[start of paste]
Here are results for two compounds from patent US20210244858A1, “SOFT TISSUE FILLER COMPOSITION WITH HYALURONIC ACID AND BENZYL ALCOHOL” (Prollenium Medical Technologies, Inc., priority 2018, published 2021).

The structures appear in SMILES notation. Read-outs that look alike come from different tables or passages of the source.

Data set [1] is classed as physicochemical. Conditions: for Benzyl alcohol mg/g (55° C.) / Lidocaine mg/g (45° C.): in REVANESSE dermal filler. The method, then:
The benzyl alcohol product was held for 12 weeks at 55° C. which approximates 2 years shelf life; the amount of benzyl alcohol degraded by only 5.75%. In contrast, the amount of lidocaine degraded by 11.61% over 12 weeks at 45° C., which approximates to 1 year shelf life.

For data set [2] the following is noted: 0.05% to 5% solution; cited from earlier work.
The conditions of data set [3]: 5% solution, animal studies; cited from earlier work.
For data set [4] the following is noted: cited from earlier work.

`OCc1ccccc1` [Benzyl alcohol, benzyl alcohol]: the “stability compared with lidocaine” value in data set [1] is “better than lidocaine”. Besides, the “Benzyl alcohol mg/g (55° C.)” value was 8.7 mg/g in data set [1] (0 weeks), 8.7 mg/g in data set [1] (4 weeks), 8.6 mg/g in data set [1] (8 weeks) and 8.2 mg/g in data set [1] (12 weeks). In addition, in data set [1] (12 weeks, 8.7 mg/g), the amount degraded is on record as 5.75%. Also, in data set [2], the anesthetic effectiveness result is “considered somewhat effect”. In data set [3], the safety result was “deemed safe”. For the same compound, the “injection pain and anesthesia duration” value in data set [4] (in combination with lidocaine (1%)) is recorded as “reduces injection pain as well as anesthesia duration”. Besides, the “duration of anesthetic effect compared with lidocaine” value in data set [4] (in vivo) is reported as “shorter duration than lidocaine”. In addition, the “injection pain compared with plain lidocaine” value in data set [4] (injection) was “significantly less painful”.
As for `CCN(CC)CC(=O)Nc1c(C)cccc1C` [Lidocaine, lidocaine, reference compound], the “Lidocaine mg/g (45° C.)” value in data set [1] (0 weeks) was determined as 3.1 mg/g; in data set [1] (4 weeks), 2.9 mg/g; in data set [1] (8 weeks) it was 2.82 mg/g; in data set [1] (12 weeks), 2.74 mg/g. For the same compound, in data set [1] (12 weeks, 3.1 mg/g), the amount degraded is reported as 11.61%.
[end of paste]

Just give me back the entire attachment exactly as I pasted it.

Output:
Here are results for two compounds from patent US20210244858A1, “SOFT TISSUE FILLER COMPOSITION WITH HYALURONIC ACID AND BENZYL ALCOHOL” (Prollenium Medical Technologies, Inc., priority 2018, published 2021).

The structures appear in SMILES notation. Read-outs that look alike come from different tables or passages of the source.

Data set [1] is classed as physicochemical. Conditions: for Benzyl alcohol mg/g (55° C.) / Lidocaine mg/g (45° C.): in REVANESSE dermal filler. The method, then:
The benzyl alcohol product was held for 12 weeks at 55° C. which approximates 2 years shelf life; the amount of benzyl alcohol degraded by only 5.75%. In contrast, the amount of lidocaine degraded by 11.61% over 12 weeks at 45° C., which approximates to 1 year shelf life.

For data set [2] the following is noted: 0.05% to 5% solution; cited from earlier work.
The conditions of data set [3]: 5% solution, animal studies; cited from earlier work.
For data set [4] the following is noted: cited from earlier work.

`OCc1ccccc1` [Benzyl alcohol, benzyl alcohol]: the “stability compared with lidocaine” value in data set [1] is “better than lidocaine”. Besides, the “Benzyl alcohol mg/g (55° C.)” value was 8.7 mg/g in data set [1] (0 weeks), 8.7 mg/g in data set [1] (4 weeks), 8.6 mg/g in data set [1] (8 weeks) and 8.2 mg/g in data set [1] (12 weeks). In addition, in data set [1] (12 weeks, 8.7 mg/g), the amount degraded is on record as 5.75%. Also, in data set [2], the anesthetic effectiveness result is “considered somewhat effect”. In data set [3], the safety result was “deemed safe”. For the same compound, the “injection pain and anesthesia duration” value in data set [4] (in combination with lidocaine (1%)) is recorded as “reduces injection pain as well as anesthesia duration”. Besides, the “duration of anesthetic effect compared with lidocaine” value in data set [4] (in vivo) is reported as “shorter duration than lidocaine”. In addition, the “injection pain compared with plain lidocaine” value in data set [4] (injection) was “significantly less painful”.
As for `CCN(CC)CC(=O)Nc1c(C)cccc1C` [Lidocaine, lidocaine, reference compound], the “Lidocaine mg/g (45° C.)” value in data set [1] (0 weeks) was determined as 3.1 mg/g; in data set [1] (4 weeks), 2.9 mg/g; in data set [1] (8 weeks) it was 2.82 mg/g; in data set [1] (12 weeks), 2.74 mg/g. For the same compound, in data set [1] (12 weeks, 3.1 mg/g), the amount degraded is reported as 11.61%.